Why is depreciation part of the cost?

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31 Jul
Why is depreciation part of the cost?

Peeling Back the Layers of Depreciation

So, just the other day as my kids, Paxton and Sutton, were deep in a competitive LEGO-building frenzy, and my pets, an ever-curious Maine Coon cat named Mabel and a golden retriever named Banjo were also on some kind of domestic chaos mission, I found myself reflecting on the idea of depreciation. It got me thinking, why is depreciation part of the cost? Why does my seven-year-old vacuum cleaner, which once sparkled and hummed with the promise of sanitary revolution, now sound like a strangled robot and exude the charm of a clunky radiator?

The short answer is, ‘Well, it’s just wear and tear, Maximus’, but as my unfortunate vacuum cleaner will agree, it isn’t quite that simple. Like everything in economy and finance world, the concept of depreciation is layered and nuanced, something akin to a finely made French pastry (if pastries were all about economy, finance and property value rather than butter, flour, and culinary prowess).

Depreciation: An Intrinsic Piece of the Ownership Pie

Now, let's rewind a bit. What’s depreciation anyway? No need to put on a cap of embarrassment if you're not familiar with the term - learning is a lifelong journey and it’s never too late to start! In a nutshell, depreciation is the decrease in the value of an asset over time due to inevitable factors like wear and tear. It's a fundamental factor of owning stuff, whether it's as small as a toaster or as big as a building.

Depreciation isn't just an abstract concept - it's a measure used in accounting to spread the cost of an asset over its useful life. The concept of a 'useful life' is key here. Everything has a useful life - but unlike the nine lives my darling cat Mabel seems to have (her tendency to tackle Banjo does make me question how long she’ll keep up this streak) - for business assets, it’s not about survival. Instead, it’s about functionality and efficiency, and how long an item can serve the purpose it was acquired for.

Why Not Appreciate, But Depreciate?

So, at this point, you might be thinking, 'Well, Maximus, if I polish my car and feed it premium fuel, won't it appreciate in value?' Not quite. Being a responsible owner might slow down the rate of depreciation (and keep your vehicle sparkling in the Texan sun), but it won't fully stop it. Cars, like most assets, are destined to depreciate. It's like fighting against the tides, my friend, or trying to convince a Maine Coon to be a lap cat when there are shelves to jump on and dogs to annoy.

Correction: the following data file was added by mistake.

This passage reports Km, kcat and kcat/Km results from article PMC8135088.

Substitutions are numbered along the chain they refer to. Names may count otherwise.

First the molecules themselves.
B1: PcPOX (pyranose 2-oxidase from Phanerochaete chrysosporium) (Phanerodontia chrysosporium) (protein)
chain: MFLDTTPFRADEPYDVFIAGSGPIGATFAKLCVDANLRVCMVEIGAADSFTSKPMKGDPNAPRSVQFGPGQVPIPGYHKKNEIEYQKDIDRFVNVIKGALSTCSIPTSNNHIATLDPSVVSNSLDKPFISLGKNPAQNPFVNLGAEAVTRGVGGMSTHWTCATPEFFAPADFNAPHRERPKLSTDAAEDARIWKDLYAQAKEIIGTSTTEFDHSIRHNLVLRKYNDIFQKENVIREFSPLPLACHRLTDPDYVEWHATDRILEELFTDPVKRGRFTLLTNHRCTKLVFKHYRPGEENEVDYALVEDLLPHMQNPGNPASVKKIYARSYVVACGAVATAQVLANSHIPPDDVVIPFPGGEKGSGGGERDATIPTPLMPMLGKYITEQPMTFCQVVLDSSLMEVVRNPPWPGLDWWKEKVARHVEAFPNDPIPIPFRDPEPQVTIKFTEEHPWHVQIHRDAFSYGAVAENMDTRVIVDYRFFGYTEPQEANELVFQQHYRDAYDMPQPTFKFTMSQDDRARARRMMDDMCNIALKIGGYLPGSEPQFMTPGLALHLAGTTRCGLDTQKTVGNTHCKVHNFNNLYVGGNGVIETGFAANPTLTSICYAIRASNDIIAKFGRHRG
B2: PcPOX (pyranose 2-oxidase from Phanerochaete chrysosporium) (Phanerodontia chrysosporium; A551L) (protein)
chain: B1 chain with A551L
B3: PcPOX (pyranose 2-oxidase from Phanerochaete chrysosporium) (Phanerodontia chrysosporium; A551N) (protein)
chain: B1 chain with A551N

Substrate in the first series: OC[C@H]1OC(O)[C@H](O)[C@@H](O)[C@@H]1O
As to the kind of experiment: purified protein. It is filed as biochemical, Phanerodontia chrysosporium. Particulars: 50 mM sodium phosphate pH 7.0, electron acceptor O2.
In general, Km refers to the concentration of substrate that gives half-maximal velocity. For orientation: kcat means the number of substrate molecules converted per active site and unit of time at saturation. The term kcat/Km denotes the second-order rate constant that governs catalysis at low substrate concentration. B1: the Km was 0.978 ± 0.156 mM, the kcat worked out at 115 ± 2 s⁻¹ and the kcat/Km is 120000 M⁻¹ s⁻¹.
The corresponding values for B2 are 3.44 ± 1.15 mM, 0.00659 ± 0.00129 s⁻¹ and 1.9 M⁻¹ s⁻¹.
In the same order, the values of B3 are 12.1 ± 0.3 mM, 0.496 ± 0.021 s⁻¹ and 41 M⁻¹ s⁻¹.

Now hold your horses (or Maine Coons, as it may be)! There's more to it. There are actually some assets that do appreciate over time, think antiques or highly desirable real estates. But items that serve operational purpose in our day to day (vehicles, machinery etc.) fall victim to inevitable depreciation.

Depreciation - A Sneaky Cost Factor

Remember my initially stated metaphorical link between depreciation and pastries (strange as it may be)? Well, let's dip back in. Imagine you just bought a bakery - congrats! Now, you've got ovens and mixers and other essential stuff to consider. You bought them at one price, but as they’re used and wear over time, their value isn’t what it once was. Sure, they're not shiny and new, but more importantly (and less poetic), they don’t perform as well. This is a cost to your business – and it’s something you need to account for. Hence, the part of cost that we refer to as depreciation.

This leads to an important practice in businesses - accounting for depreciation expense. It's a means of recognizing that your assets are losing value, and portioning that loss out over the years of useful service the assets provide. It might sound a bit grim, but in the long run, acknowledging and planning for depreciation can help you make sound financial decisions and keep your ‘bakery’ in operation for many satisfied customers to come.

Stay Ahead of the Depreciation Curve

In the practical sense, what does depreciation mean for a regular guy like me (or you)? Well, awareness about depreciation helps you make smarter decisions. If you know that your car will depreciate substantially the moment you drive it off the lot, you might consider buying a gently used one instead, thereby bypassing that initial sharp decline in value.

Or, let's take my earlier vacuum cleaner predicament. Knowing about depreciation might motivate you to maintain your appliances better, try to extend their useful life, or make a more informed decision when it's time to replace them. Because remember, a well-maintained vacuum, like my precious cat Mabel, will reward you with greater efficiency and more affectionate purrs from your clean carpet (alright, the metaphor may have run away from me a bit there).

Understanding and acknowledging depreciation doesn't mean diligently mourning the passage of time or bemoaning the fading glory of your belongings. Rather, it's a way to stay financially sensible, plan wisely, and keep the focus on getting the best out of your assets for as long as possible. And who knows, one day, depreciation might just bring us closer to a world where charming, characterful seven-year-old vacuum cleaners are as appreciated as they truly deserve!

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